News by Forbes:
Former Ethereum Co-Founder, Founder of Cardano and CEO of IOHK, Charles Hoskinson, announced the launch of an enterprise blockchain framework that aims to provide financial services to billions of people living in African countries.
Known as “Atala” (named after a butterfly that resides in Florida), IOHK’s framework is intended to serve as a solutions provider for developers, companies and governments looking to implement new products.
Atala is an enterprise framework similar to Hyperledger Fabric. However, the point is to be a solutions provider for governments in need of a municipal currency or a supply chain management system. This requires a type of framework that serves as libraries and modules that would allow governments to rapidly build a product for end users,” Hoskinson told me.
While Atala is similar to the open-source blockchain framework, Hyperledger Fabric, which is used by IBM Blockchain, the solution takes a different approach by focusing less on fortune 500 companies and more on governments in developing countries. The framework has been built from the ground up, for real-world use cases such as property registration, voting systems, and supply chain management. Moreover, unlike other enterprise blockchain frameworks that are cryptocurrency neutral, Atala focuses on digital currency adoption.
According to Hoskinson, Atala will first be used in collaboration with the government of Ethiopia to develop a new cryptocurrency to provide a secure and dependable means of payment for the nation’s capital.
While we have several MoUs signed, the most prominent of which we are going to build is a utility currency for Ethiopia’s capital, Addis Ababa. We are working with the Ethiopian government to create a new digital payments system that will allow six million users to pay their power and electric bills with cryptocurrency. We want to eventually combine this with an identity card,” said Hoskinson.
While Ethiopia’s government will be one of the first to use Atala, the framework will also be introduced in other African countries that lack legacy infrastructure, with a focus of enabling a new smart economy. Additionally, Hoskinson noted that Atala will service other enterprise industries seeking blockchain adoption.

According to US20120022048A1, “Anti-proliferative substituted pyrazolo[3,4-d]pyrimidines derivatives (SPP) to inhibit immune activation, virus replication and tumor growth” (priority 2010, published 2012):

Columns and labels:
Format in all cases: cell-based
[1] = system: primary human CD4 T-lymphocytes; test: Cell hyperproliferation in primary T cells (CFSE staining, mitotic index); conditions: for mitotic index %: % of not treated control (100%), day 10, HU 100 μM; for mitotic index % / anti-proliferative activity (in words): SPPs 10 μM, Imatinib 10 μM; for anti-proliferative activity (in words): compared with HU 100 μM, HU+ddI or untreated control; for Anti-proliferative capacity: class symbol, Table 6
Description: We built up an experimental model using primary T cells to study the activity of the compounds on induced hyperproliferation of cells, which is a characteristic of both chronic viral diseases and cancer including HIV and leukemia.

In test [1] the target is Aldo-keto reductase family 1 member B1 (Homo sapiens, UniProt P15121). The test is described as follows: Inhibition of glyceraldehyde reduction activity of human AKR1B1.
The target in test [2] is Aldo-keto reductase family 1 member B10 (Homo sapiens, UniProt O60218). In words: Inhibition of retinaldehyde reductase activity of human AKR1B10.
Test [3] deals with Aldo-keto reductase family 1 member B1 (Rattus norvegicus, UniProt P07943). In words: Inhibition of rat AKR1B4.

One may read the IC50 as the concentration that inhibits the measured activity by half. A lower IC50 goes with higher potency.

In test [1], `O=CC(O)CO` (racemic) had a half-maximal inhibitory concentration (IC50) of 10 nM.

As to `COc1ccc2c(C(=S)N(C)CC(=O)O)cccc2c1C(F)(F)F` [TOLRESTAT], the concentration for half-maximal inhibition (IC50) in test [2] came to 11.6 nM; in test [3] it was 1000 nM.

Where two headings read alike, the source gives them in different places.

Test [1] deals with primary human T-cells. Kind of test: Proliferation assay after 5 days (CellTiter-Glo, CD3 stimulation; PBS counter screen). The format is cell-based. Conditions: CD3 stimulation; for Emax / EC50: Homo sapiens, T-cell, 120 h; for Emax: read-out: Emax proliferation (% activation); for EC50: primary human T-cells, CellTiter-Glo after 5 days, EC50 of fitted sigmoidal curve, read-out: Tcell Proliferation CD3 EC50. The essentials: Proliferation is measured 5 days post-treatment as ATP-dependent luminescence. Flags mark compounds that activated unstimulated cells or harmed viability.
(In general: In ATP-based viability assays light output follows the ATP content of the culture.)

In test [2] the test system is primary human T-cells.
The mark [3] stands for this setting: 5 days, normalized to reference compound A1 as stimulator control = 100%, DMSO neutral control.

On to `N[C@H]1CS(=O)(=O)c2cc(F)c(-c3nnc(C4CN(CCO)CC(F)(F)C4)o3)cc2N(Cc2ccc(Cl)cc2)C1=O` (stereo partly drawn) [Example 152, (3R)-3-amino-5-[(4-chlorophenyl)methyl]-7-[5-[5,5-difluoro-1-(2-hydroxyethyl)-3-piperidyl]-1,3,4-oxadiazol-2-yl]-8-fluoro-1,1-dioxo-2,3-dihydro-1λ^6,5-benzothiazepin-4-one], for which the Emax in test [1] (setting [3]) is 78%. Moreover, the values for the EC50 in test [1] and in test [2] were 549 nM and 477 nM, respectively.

“We are trying to find the correct product market fit at this time, but I can also say that we have signed an MoU with a major shoe maker for anti-counterfeiting,” Hoskinson revealed.
Solving The Problem Of Blockchain Interoperability
Another primary goal of Atala is to seamlessly move user value between different blockchains. Currently, blockchain systems lack interoperability, which Hoskinson believes to be problematic, especially for enterprises.
There needs to be more of a discussion about blurring the line between a permissioned ledger, enterprise ledger and a permissionless system. We need to talk about this as one spectrum and seamlessly move user value between the two. For instance, you don’t want to alert users that they are leaving the Cardano blockchain and entering Ethereum – you just want them to have a seamless experience. What we need is focus on moving data, actors and value between these systems so users can move between an exchange and open ledger.”
Moreover, Hoskinson noted that blockchain interoperability is needed in order to facilitate mass adoption of the technology. For example, IOHK is looking at developing new tracking and traceability solutions for Ethiopia’s agricultural supply chain. However, blockchain interoperability is an important element required.
The only way we can get 15 million farmers in Ethiopia into a cryptocurrency like system is to first get them into a supply chain system. The farmers need to be in a supply chain system to adhere to international mandates. Many of these people have no desire to use cryptocurrency, but once they are in a supply chain, they are in a network. And if that is interoperable with Cardano, for instance, we can build a product that can touch 15 million people,” Hoskinson said.